Over the past three years, conservatives have introduced anti-Agenda 21 bills or nonbinding resolutions in a total of 26 states, passing such efforts in five of them, according to data compiled by Karen Trapenberg Frick, a policy professor at the University of California–Berkeley who has tracked the effort.*
One of the remarkable things about the campaign is that the anti-Agenda 21 activists often win simply by showing up. Frick’s research suggests that state bills—even when they fail—ultimately "inspire imitation and create momentum" for the movement, resulting in more converts around the country. Frick says she’s also noticed a relatively recent change in how activists are delivering their pitch at planning meetings: “Some activists—certainly not all, but some—are starting to shape-shift a bit to speak the language of city planners,” she told me.
Policy experts likewise see a potential “chilling effect” on future sustainability activities anywhere anti-Agenda 21 nonbinding resolutions are passed. Planners, meanwhile, will be more directly handcuffed in those states where the anti-21 efforts become law. As Dennis Murphey, the chief environmental officer for the city of Kansas City, Mo., warned last month, the Missouri bill could prevent his city from teaming with any organization that has goals in common with the U.N. resolution, which in addition to promoting sustainable development also seeks to curb global poverty and get more women involved in government. Under that strict legislative reading, the city could be forced to cut ties with everyone from the Kiwanis Club to the Girl Scouts.
While not the first to raise the anti-Agenda 21 flag, Glenn Beck has probably drawn the most attention to it. He repeatedly used his perch on Fox News early in the decade to warn of an impending one-world order. His magazine, the Blaze, put Agenda 21 on the cover of its January/February 2012 issue, calling the resolution a “global scheme that has the potential to wipe out freedoms of all U.S. citizens." That fall he released the aforementioned science fiction novel titled Agenda 21, which tells the tale of a country “once known as America” where citizens are “confined to ubiquitous concrete living spaces” and food, water, and energy are strictly rationed. Those fears were quickly echoed by Beck’s fellow conservative rabble-rousers. Fox News’ Eric Bolling, for one, warned on air that the U.N. effort would one day lead to a world where “a centralized planning agency would be responsible for oversight into all areas of our lives.”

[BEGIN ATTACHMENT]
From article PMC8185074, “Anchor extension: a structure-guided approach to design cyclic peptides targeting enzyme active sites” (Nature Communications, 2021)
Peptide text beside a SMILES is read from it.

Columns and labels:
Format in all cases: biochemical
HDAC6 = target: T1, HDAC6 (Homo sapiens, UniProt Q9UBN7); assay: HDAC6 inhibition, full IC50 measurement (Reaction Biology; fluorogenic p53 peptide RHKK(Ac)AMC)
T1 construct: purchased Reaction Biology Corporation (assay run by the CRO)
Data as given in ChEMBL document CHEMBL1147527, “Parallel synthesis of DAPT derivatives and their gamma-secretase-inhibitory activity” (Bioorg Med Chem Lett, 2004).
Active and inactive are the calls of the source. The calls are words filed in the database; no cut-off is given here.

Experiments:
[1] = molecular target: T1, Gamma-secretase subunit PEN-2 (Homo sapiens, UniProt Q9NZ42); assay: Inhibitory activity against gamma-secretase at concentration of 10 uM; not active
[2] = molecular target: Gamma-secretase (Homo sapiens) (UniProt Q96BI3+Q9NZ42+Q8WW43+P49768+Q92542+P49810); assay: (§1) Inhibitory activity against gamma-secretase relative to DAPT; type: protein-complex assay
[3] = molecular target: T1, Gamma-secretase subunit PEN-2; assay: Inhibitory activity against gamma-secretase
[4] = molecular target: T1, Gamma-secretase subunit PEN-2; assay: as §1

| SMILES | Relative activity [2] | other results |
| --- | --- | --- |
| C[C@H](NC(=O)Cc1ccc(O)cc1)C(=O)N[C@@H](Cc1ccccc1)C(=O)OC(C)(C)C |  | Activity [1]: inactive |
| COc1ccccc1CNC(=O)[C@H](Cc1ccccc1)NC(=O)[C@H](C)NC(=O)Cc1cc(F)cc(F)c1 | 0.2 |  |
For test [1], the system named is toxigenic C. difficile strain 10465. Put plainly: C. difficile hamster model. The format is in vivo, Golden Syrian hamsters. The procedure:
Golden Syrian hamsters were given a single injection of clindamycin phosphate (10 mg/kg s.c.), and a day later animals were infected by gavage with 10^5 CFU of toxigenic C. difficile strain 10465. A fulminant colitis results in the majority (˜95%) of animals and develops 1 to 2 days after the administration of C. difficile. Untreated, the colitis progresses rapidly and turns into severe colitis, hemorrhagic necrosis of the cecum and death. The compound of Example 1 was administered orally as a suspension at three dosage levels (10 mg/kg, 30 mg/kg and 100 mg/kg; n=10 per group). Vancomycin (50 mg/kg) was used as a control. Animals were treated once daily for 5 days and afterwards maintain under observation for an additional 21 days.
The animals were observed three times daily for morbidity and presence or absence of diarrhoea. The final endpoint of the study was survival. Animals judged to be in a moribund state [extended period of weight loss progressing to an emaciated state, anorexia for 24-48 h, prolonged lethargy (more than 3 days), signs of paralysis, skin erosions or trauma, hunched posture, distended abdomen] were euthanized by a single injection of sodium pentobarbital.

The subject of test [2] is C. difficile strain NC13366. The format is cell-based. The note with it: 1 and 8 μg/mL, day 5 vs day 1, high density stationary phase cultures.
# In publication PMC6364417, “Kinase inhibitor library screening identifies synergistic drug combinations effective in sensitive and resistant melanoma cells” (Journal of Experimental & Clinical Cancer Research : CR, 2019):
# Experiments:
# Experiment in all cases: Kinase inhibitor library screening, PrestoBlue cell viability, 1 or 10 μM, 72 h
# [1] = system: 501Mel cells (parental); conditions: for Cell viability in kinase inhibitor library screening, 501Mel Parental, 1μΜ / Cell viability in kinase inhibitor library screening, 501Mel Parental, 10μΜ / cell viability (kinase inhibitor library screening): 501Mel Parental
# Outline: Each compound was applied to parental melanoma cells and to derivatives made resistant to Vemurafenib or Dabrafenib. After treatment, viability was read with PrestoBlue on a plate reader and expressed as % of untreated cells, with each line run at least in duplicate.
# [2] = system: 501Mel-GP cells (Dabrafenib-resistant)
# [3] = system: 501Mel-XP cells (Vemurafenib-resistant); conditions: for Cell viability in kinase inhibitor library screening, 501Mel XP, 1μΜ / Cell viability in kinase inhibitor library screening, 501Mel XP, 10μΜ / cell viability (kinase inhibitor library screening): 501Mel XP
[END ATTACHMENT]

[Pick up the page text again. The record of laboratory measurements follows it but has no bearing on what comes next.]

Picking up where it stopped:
The hyperbolic nature of that rhetoric quickly seeped into state legislatures around the country. Two years ago Georgia Senate Majority Leader Chip Rogers used a closed-door briefing—video of which was later obtained by Mother Jones—to warn his Republican colleagues that Obama and his allies were relying on a “mind-control technique” to ensure that the plan for a totalitarian environmental government would proceed as planned. State Rep. Mike Moon, the lead sponsor of the bill now winding its way through the Missouri legislature, picked up the baton earlier this year, assuring his fellow lawmakers at a hearing that one of Agenda 21’s goals was to “elevate nature above man.”
With the exception of occasional mentions by national figures like Ted Cruz and Newt Gingrich, the U.N. conspiracy theory has largely proved a few notches too extreme to find a foothold inside the Beltway, although it did earn a mostly overlooked mention in the 2012 Republican National Committee platform, which decried Agenda 21 as “erosive of American sovereignty.”
But given the remarkable success the effort continues to find at the state and local levels, it’s evident that the AgEnder movement doesn’t necessarily need to find a seat at the table in Washington. Its current strategy would appear to be going perfectly to plan.
*Correction, May 5, 2014: This piece originally misspelled the University of California–Berekely. (Return.)